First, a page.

A friendly greeting from the reception desk and with our coats checked, we were moved through to the wood panelled dining room.
Ranged down one side were a number of high backed bench seats making booths and I looked on at people who had secured one of those - maybe they had slipped the matre'd a £5 on the way in? We were seated at one of the tables in the main body of the room, close to other people - I should think the restaurant was two-thirds full at the time we arrived (we had made a reservation, which is recommended).
The main event (the food!)
Large, plush menus were placed in our hands and the water glasses filled at once.
Have you ever been to Disney Epcot at Orlando, Florida? Ranged round a lake is mini-world, where these is a mini China and a mini-Japan, a France, an Italy and an England (amongst others). Mini England has a pub, of course (arguably, to be authentic, there should be someone outside it throwing up and four smokers under an umbrella) but it is an attempt to capture the 'Englishness'. This restaurant is serving English food, but really it is slices of 'Olde England' itself which is on offer here. This is England, but almost cornily so - almost painfully stylized.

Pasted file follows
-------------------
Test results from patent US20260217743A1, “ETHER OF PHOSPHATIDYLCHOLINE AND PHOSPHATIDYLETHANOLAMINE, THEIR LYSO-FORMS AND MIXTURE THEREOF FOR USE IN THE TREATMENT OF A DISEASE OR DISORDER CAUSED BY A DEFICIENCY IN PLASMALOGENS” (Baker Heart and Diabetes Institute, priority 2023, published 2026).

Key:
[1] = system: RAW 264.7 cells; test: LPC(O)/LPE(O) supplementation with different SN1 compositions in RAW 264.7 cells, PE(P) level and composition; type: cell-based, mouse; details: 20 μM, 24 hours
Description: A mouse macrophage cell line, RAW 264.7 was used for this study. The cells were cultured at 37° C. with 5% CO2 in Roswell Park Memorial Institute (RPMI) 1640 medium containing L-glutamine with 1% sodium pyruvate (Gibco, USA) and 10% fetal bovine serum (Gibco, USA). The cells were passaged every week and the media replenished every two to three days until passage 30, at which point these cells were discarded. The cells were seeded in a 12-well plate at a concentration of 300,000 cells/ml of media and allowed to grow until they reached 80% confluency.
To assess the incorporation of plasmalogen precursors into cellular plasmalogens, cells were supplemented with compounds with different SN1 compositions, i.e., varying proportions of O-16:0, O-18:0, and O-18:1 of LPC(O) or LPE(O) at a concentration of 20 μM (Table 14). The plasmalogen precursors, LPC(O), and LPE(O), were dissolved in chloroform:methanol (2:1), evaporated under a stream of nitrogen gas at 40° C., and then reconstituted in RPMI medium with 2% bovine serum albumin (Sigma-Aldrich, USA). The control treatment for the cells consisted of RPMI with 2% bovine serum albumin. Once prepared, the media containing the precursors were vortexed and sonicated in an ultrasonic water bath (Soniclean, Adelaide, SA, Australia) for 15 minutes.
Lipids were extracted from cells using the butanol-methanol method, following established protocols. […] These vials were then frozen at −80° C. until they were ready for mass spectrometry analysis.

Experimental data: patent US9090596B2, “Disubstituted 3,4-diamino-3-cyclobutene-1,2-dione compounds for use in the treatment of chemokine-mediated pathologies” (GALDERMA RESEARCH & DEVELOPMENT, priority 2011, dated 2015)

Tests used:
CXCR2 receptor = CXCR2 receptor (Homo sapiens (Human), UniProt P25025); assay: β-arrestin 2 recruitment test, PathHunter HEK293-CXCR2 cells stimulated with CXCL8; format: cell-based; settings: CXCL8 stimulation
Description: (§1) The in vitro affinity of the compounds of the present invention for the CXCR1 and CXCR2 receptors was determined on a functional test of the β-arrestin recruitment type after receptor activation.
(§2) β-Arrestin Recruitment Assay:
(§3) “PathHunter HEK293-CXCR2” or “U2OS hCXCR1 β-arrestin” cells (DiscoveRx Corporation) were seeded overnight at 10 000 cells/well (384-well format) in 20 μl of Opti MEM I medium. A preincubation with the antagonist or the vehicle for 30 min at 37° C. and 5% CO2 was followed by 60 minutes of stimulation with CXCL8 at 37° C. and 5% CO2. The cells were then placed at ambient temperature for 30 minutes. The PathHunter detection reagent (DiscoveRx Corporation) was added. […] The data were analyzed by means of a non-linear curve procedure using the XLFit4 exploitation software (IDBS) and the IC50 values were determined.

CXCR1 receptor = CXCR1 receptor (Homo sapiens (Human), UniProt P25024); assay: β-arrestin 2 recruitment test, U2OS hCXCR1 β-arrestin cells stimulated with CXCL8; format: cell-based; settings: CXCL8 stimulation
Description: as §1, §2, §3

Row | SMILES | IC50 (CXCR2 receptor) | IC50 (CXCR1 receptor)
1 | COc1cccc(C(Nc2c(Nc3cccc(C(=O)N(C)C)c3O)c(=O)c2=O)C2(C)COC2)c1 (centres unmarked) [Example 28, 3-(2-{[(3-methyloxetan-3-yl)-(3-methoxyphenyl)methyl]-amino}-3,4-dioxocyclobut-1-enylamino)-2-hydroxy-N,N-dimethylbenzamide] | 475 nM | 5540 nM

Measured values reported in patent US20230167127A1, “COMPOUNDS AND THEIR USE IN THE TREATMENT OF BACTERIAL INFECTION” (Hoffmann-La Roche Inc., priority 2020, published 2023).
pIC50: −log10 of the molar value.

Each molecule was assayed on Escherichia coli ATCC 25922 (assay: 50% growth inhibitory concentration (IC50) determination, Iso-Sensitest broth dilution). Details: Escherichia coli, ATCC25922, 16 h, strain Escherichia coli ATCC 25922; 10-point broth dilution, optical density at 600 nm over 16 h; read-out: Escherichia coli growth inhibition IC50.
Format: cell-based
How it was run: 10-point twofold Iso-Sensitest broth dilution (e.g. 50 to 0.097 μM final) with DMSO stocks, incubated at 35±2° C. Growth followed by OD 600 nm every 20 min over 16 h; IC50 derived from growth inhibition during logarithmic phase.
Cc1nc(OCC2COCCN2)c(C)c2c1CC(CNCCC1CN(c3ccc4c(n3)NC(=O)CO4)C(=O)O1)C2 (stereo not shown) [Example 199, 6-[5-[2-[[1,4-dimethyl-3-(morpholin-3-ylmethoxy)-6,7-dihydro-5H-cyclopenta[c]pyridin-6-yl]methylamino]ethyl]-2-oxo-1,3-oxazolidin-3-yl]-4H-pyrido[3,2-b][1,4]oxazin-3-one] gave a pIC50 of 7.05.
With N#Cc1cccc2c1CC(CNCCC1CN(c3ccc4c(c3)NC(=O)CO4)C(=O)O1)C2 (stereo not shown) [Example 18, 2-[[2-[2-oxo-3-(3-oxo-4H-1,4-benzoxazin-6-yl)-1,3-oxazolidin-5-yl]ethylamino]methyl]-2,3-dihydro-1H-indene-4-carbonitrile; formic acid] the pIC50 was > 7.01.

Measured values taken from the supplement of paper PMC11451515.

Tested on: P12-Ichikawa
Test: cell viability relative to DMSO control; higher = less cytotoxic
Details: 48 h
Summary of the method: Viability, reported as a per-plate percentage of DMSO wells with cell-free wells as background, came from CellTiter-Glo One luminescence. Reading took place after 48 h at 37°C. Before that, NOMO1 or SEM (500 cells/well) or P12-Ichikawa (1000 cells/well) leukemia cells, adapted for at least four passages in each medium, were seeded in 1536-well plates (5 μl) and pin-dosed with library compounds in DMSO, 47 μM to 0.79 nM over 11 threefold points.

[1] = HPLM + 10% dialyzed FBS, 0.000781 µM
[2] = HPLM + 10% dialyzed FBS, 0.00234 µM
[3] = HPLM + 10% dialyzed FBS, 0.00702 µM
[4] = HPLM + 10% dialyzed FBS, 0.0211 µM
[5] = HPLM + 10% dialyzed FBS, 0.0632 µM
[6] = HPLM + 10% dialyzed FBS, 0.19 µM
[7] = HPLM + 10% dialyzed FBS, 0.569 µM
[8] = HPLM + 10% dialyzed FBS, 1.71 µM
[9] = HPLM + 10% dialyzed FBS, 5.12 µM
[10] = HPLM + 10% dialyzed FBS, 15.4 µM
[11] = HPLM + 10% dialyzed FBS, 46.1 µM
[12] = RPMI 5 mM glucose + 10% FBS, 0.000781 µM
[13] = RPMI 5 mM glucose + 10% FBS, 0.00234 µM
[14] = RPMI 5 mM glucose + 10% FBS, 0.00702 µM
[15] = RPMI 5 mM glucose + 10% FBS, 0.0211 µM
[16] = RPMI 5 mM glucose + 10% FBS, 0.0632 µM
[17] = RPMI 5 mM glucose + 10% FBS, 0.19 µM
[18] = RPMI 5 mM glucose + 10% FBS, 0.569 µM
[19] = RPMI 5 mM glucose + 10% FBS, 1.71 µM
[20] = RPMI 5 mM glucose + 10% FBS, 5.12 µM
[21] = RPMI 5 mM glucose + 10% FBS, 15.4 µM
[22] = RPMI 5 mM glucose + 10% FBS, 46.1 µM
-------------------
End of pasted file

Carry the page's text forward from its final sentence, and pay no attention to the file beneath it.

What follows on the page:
There are dishes to begin with like Morecombe Bay shrimp and Cornish crab as well as tried and traditional soups (and there are salads and the like - but you are surely not eating here for the salad?).
The main course - the main event, the reason d'etre even - is the roast beef. Our friends in France call the English 'le roast beef' and it is one of those very British dishes somehow. American's describe roast beef as being available "rare, medium and English" - English being cremated. I assure you that cremated was not the only option here.